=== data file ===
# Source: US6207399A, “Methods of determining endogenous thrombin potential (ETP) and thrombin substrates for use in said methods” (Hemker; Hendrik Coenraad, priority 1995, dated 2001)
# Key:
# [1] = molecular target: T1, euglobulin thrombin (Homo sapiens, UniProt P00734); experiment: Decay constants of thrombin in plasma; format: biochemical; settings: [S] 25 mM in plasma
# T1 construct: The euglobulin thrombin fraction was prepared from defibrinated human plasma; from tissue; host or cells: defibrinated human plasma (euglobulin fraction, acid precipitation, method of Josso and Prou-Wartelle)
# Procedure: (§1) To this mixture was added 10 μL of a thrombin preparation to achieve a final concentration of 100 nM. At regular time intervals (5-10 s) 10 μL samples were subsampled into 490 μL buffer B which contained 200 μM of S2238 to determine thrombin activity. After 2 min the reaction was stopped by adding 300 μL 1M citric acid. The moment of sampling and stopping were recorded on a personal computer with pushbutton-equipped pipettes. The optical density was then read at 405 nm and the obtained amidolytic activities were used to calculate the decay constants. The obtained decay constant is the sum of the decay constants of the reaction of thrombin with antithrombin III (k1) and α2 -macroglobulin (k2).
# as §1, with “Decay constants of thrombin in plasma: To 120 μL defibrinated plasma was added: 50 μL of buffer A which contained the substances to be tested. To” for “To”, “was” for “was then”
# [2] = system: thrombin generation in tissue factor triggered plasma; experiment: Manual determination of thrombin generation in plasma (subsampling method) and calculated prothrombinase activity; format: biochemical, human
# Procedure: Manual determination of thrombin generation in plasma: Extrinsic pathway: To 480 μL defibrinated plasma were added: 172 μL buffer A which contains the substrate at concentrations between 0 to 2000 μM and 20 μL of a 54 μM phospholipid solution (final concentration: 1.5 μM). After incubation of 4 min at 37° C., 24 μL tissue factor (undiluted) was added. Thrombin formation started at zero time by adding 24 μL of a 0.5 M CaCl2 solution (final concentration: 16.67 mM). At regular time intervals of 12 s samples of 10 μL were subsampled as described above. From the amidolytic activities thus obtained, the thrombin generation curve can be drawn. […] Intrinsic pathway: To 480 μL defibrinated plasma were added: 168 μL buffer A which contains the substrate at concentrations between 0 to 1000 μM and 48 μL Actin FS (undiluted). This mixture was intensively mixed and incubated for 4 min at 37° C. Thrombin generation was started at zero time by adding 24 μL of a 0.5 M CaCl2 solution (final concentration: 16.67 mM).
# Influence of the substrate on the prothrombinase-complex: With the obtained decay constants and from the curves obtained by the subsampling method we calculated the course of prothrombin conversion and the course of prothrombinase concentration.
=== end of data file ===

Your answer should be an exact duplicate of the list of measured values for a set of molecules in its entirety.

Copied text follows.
# Source: US6207399A, “Methods of determining endogenous thrombin potential (ETP) and thrombin substrates for use in said methods” (Hemker; Hendrik Coenraad, priority 1995, dated 2001)
# Key:
# [1] = molecular target: T1, euglobulin thrombin (Homo sapiens, UniProt P00734); experiment: Decay constants of thrombin in plasma; format: biochemical; settings: [S] 25 mM in plasma
# T1 construct: The euglobulin thrombin fraction was prepared from defibrinated human plasma; from tissue; host or cells: defibrinated human plasma (euglobulin fraction, acid precipitation, method of Josso and Prou-Wartelle)
# Procedure: (§1) To this mixture was added 10 μL of a thrombin preparation to achieve a final concentration of 100 nM. At regular time intervals (5-10 s) 10 μL samples were subsampled into 490 μL buffer B which contained 200 μM of S2238 to determine thrombin activity. After 2 min the reaction was stopped by adding 300 μL 1M citric acid. The moment of sampling and stopping were recorded on a personal computer with pushbutton-equipped pipettes. The optical density was then read at 405 nm and the obtained amidolytic activities were used to calculate the decay constants. The obtained decay constant is the sum of the decay constants of the reaction of thrombin with antithrombin III (k1) and α2 -macroglobulin (k2).
# as §1, with “Decay constants of thrombin in plasma: To 120 μL defibrinated plasma was added: 50 μL of buffer A which contained the substances to be tested. To” for “To”, “was” for “was then”
# [2] = system: thrombin generation in tissue factor triggered plasma; experiment: Manual determination of thrombin generation in plasma (subsampling method) and calculated prothrombinase activity; format: biochemical, human
# Procedure: Manual determination of thrombin generation in plasma: Extrinsic pathway: To 480 μL defibrinated plasma were added: 172 μL buffer A which contains the substrate at concentrations between 0 to 2000 μM and 20 μL of a 54 μM phospholipid solution (final concentration: 1.5 μM). After incubation of 4 min at 37° C., 24 μL tissue factor (undiluted) was added. Thrombin formation started at zero time by adding 24 μL of a 0.5 M CaCl2 solution (final concentration: 16.67 mM). At regular time intervals of 12 s samples of 10 μL were subsampled as described above. From the amidolytic activities thus obtained, the thrombin generation curve can be drawn. […] Intrinsic pathway: To 480 μL defibrinated plasma were added: 168 μL buffer A which contains the substrate at concentrations between 0 to 1000 μM and 48 μL Actin FS (undiluted). This mixture was intensively mixed and incubated for 4 min at 37° C. Thrombin generation was started at zero time by adding 24 μL of a 0.5 M CaCl2 solution (final concentration: 16.67 mM).
# Influence of the substrate on the prothrombinase-complex: With the obtained decay constants and from the curves obtained by the subsampling method we calculated the course of prothrombin conversion and the course of prothrombinase concentration.